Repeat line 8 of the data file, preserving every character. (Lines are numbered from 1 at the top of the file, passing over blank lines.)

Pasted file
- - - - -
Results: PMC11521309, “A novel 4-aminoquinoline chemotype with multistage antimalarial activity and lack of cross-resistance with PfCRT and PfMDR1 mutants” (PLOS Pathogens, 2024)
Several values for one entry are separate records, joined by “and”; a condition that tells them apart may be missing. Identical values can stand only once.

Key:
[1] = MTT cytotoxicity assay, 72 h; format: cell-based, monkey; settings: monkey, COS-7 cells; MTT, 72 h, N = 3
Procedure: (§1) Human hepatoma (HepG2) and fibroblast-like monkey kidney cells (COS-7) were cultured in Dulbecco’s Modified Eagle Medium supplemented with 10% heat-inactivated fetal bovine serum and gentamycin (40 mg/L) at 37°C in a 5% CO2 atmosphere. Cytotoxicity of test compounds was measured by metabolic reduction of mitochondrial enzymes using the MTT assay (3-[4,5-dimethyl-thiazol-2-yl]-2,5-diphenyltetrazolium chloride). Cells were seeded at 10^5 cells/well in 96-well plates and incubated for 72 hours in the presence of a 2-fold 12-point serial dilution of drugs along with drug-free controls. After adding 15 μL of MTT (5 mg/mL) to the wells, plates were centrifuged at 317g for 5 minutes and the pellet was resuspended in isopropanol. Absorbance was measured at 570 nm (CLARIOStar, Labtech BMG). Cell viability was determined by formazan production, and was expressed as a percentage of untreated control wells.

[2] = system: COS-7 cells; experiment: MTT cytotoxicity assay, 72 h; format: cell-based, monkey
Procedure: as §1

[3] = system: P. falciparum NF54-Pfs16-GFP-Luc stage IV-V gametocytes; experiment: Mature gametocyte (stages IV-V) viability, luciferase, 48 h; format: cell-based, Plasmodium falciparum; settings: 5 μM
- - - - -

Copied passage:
[3] = system: P. falciparum NF54-Pfs16-GFP-Luc stage IV-V gametocytes; experiment: Mature gametocyte (stages IV-V) viability, luciferase, 48 h; format: cell-based, Plasmodium falciparum; settings: 5 μM